Opened 4 years ago

Last modified 3 years ago

#282 new defect

Very large pipeline causes very high Postgres server memory usage

Reported by: boraas@… Owned by: jtv
Priority: normal Component: performance
Severity: Ugly Keywords:
Cc:

Description

I'm doing a transaction in which I insert many rows into a table (returning the IDs of the new rows). For highest throughput, I'm using the pipeline object. The documentation says to insert as many queries into the pipeline as possible, and retrieve the results as late as possible. So, I insert all my rows (about ), and then retrieve all the results with the IDs. While the Postgres server is processing all the inserts, I see its resident memory go up and up, apparently unbounded. Server configuration is shared_buffers=4GB and work_mem=10MB. I see its resident memory reach 35GB. Then it returns to a normal 4GB as I retrieve the results and close the pipeline.

This seems unexpected to me. Perhaps a work_mem is being allocated on the server for each query, and isn't deallocated until the results are retrieved? The ID is a single number, so it should be buffer to buffer that much data on the server. So perhaps this is a server memory management issue.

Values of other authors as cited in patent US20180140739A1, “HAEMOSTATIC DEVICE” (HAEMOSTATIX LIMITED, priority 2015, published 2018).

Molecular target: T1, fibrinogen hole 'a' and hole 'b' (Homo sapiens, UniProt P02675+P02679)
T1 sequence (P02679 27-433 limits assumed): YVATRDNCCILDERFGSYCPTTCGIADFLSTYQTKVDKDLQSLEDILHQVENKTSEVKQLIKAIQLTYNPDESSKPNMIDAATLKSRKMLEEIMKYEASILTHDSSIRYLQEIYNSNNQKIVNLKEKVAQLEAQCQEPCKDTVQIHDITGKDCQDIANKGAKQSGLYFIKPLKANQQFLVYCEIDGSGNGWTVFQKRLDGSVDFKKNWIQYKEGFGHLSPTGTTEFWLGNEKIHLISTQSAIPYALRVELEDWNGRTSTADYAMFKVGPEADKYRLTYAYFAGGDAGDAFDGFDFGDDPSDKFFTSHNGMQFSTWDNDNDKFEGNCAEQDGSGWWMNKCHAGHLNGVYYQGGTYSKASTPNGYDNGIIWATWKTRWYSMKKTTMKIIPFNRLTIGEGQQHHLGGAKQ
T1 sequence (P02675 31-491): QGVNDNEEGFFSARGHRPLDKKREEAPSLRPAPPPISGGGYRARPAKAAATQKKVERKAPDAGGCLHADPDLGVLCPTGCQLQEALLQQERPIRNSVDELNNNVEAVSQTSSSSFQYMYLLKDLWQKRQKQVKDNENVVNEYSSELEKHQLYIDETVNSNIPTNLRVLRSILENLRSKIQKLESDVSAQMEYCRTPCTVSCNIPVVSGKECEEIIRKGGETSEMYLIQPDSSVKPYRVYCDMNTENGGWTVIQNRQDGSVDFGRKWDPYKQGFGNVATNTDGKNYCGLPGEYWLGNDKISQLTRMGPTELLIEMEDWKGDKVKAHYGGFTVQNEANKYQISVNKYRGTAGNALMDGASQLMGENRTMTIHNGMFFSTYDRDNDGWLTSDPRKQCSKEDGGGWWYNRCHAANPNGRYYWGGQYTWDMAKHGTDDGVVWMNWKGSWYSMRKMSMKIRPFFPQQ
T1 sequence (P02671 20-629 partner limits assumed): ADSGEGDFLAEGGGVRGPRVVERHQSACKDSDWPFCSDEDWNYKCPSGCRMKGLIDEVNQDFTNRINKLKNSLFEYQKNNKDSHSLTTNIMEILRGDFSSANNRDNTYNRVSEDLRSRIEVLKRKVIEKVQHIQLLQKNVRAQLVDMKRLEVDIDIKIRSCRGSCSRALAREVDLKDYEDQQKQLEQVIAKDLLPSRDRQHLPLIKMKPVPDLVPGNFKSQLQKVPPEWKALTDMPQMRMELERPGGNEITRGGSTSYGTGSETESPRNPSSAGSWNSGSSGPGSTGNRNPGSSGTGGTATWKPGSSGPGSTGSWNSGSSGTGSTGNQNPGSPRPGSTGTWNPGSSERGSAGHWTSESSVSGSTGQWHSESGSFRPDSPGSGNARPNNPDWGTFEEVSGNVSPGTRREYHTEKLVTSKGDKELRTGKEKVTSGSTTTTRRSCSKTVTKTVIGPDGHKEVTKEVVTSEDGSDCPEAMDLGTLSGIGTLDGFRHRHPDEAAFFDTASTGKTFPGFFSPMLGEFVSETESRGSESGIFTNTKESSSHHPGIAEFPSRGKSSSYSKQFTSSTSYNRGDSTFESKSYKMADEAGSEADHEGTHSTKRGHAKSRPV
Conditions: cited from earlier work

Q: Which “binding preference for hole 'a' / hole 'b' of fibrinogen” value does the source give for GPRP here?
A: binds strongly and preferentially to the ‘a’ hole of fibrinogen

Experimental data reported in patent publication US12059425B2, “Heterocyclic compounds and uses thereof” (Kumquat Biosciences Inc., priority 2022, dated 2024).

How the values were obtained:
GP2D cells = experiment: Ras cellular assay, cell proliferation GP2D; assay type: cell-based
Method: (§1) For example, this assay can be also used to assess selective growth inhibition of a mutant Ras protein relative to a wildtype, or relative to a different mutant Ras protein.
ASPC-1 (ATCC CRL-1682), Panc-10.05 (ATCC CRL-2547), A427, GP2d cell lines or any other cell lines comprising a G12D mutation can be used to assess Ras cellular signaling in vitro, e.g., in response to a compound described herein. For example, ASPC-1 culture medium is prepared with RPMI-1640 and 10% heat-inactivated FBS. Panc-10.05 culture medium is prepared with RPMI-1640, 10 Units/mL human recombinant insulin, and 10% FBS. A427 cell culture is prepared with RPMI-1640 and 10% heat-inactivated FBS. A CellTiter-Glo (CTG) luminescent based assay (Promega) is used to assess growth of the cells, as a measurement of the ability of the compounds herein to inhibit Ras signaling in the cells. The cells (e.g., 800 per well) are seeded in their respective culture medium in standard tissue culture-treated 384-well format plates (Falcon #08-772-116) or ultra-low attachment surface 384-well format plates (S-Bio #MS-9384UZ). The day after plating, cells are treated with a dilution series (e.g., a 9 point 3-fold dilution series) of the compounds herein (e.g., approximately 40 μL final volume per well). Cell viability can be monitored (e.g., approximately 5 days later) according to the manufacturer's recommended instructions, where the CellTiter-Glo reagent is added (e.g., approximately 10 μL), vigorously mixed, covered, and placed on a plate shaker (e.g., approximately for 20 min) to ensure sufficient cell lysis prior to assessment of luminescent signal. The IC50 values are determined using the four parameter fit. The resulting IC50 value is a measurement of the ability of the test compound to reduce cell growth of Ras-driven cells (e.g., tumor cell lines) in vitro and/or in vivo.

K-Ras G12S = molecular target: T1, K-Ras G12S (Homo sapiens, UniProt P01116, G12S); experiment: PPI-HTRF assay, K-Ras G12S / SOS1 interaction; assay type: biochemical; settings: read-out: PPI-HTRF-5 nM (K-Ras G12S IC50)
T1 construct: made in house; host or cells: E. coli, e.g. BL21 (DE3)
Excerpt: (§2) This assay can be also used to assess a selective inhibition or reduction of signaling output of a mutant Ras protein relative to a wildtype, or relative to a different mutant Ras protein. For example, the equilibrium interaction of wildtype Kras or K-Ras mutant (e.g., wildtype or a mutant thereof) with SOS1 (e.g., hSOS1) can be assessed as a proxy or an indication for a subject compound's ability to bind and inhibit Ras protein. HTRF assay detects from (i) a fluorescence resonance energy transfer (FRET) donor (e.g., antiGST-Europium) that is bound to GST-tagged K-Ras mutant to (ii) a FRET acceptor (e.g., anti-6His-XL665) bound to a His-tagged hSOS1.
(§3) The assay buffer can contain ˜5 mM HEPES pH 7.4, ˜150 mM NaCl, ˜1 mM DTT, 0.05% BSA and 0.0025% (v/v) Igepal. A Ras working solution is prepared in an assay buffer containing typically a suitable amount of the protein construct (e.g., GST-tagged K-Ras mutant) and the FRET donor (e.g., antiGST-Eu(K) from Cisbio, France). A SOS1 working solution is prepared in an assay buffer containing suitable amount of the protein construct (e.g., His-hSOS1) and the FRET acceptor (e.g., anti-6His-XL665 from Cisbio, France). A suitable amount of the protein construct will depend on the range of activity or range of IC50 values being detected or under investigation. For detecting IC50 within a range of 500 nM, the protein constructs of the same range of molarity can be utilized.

I think I can work around this by keeping say 100 outstanding queries in the pipeline and retrieving old results while inserting new queries. But this contradicts the usage guidelines in the pipeline documentation.

Does this behaviour seem expected? Is this a discussion for the Postgres server?

Change History (4)

comment:1 Changed 4 years ago by anonymous

Sorry, I forgot to add, I'm putting about 2 million INSERTs into the pipeline (1 new row per INSERT).

comment:2 Changed 4 years ago by RichardWef

  • version changed from 4.0 to 3.2
Last edited 3 years ago by jtv (previous) (diff)

comment:3 Changed 3 years ago by jtv

I'm surprised that this happens, unless it's the parser having to go through the whole combined query before it can start executing. Your usage seems extreme though - why not set a lower capacity? Pipelining will save you _some_ overhead, but at some batch size that overhead will become insignificant compared to unavoidable costs.

comment:4 Changed 3 years ago by jtv

  • milestone 3.1 deleted

Milestone 3.1 deleted

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